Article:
With agreement with AF, he say TN can focus to fortify performance of Los Angeles sector, and AF and its partners help manage sales and cost the LAX-CDG sector.

Also says the AF venture will give opening to TN being able to sell itself from other European markets like Italy, Switzerland, Germany under single TN flight code and help boost tourism prospects.

But this not solve the many problems of TN. They currently remain in tense negotiation with trade unions for continued cost reductions.


User currently offlineairproxx From France, joined Jun 2008, 641 posts, RR: 1
Reply 6, posted (1 year 8 months 5 days 14 hours ago) and read 8722 times:

I do not know the terms of the current contract between AF and TN, but reading the many threads on this subject, I can not help but wonder why France continues to strive to finance an airline like TN, which has never generated any profit ... For tourism?
I would like to know the balance between the expense generated by TN, and profits generated by tourism, because in my opinion, this is the real question.



If you can meet with triumph and disaster, and treat those two impostors just the same
User currently offlinedeltalaw From United States of America, joined Oct 2012, 78 posts, RR: 0
Reply 7, posted (1 year 8 months 5 days 13 hours ago) and read 8422 times:

Begs the question...if they can't make money, was does TN continue to operate LAX-CDG? What benefit to AF does TN provide to motivate them to continue to prop up TN?

User currently offlinemercure1 From French Polynesia, joined Jul 2008, 1714 posts, RR: 2
Reply 8, posted (1 year 8 months 5 days 13 hours ago) and read 8401 times:

Well several comments come to mind.

In general we know France provides and manage annual budgets to its foreign territories, this clearly includes subsidy to help industry, or even things like to provide price controls on product.
TN is a tiny tiny little part of this bigger politic issue. Since its politics I will avoid to discuss here.

For the aviation and tourism view point is as follows.

Until formation of TN, French Polynesia was 100% dependent on outside companies to bring passenger and goods to islands. In my view this was OK, but to many this was bad situation as one become dependent on outside business interest that do not view or place importance on Tahiti market. Some complain fares were high, there were poor schedules, or not enough seats.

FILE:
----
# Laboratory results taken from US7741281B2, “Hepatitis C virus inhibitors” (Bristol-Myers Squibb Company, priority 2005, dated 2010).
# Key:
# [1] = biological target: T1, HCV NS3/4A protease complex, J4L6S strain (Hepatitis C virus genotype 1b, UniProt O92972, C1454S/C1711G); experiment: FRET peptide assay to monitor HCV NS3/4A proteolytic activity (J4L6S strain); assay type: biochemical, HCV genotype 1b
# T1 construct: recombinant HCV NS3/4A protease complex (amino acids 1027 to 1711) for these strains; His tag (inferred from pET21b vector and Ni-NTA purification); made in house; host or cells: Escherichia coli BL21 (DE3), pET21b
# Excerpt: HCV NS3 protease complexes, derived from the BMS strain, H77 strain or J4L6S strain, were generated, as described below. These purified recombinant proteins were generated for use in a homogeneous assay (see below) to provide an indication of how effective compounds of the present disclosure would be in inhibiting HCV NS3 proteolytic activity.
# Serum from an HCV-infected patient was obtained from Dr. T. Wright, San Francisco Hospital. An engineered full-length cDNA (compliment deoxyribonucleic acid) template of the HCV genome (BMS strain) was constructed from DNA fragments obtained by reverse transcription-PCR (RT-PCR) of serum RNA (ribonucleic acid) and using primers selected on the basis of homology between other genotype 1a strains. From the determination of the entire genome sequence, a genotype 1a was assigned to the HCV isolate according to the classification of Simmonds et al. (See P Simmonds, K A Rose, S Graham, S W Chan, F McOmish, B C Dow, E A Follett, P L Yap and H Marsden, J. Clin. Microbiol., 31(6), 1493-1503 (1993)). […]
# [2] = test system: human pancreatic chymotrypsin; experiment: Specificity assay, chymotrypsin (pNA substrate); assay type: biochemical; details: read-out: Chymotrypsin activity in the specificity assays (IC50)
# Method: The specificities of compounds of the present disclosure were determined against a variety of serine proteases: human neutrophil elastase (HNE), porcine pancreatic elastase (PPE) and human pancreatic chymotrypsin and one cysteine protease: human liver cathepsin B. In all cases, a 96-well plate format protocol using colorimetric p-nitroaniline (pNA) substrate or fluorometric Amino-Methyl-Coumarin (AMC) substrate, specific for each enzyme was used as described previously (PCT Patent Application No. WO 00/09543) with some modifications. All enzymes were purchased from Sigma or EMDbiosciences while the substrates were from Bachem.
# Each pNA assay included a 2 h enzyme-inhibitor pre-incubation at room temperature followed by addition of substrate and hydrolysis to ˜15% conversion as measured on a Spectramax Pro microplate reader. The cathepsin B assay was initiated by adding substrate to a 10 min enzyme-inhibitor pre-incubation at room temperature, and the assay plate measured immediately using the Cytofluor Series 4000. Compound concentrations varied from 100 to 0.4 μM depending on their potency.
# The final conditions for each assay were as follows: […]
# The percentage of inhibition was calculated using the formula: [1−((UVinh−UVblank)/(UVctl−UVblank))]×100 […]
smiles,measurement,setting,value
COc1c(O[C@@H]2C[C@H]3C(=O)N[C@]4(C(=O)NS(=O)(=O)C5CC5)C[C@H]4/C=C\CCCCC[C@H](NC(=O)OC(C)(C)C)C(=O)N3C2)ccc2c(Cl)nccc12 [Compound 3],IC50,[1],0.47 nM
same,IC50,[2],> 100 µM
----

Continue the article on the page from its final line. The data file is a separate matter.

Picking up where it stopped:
So local politicos lobby and gather money to found airline. This was not unusual and different then other French overseas territories that had own airlines (New Caledonia, Reunion, etc).

TN start service in 1998, and no surprise its a very expensive and competitive situation develop.

In order to assist TN, one way or the other, other competition companies were pushed out from Tahiti. Some like Qantas enter codeshare with TN, others like Corsair were pushed harder by government to depart.

Eventually this situation evolve to where TN now become majority of capacity to islands. But instead of making good money and advantage of its situation and everyone happy, we have events of like 9-11, the American wars, world economy mess, and airline continue to lose money as tourism decline.

Today the situation has become that FP, its citizens, and hotels are dependent on the fortune of TN. Good or bad, market is dependent of TN, and without TN it would be real economic disaster for islands. Tourism is still down (this is largest sector about 1/4 of GDP), and local economy is so so. Also cannot accept mass losses of jobs - TN employ almost 1,000 people, and tourism industry cannot absorb more loss either.

But it seems the local government has woken up last year maybe to realize it no longer can afford to write new check to cover losses of TN, but has hard time to define how to improve things. They try to cut cost, increase revenue but it seems this is not enough either yet. Now some depending on TN like hotel industry and local citizens complain even more as fares rise and traffic decline further. Some now say maybe the entire business plan idea might be rotten.

Its almost a stand off now. While I think many realize TN is problem for islands, there is no ready solution to replace capacity which FP is to critically dependent on.

I think this deal with Air France is simply one step of many needed and meant to help manage the losses on the long Paris sector. AF is much more expert at selling tickets from LAX to Paris then TN can. It must often discount heavy. Access to AF frequent flier customer and lots of new connections via CDG can only help TN.


User currently offlinemercure1 From French Polynesia, joined Jul 2008, 1714 posts, RR: 2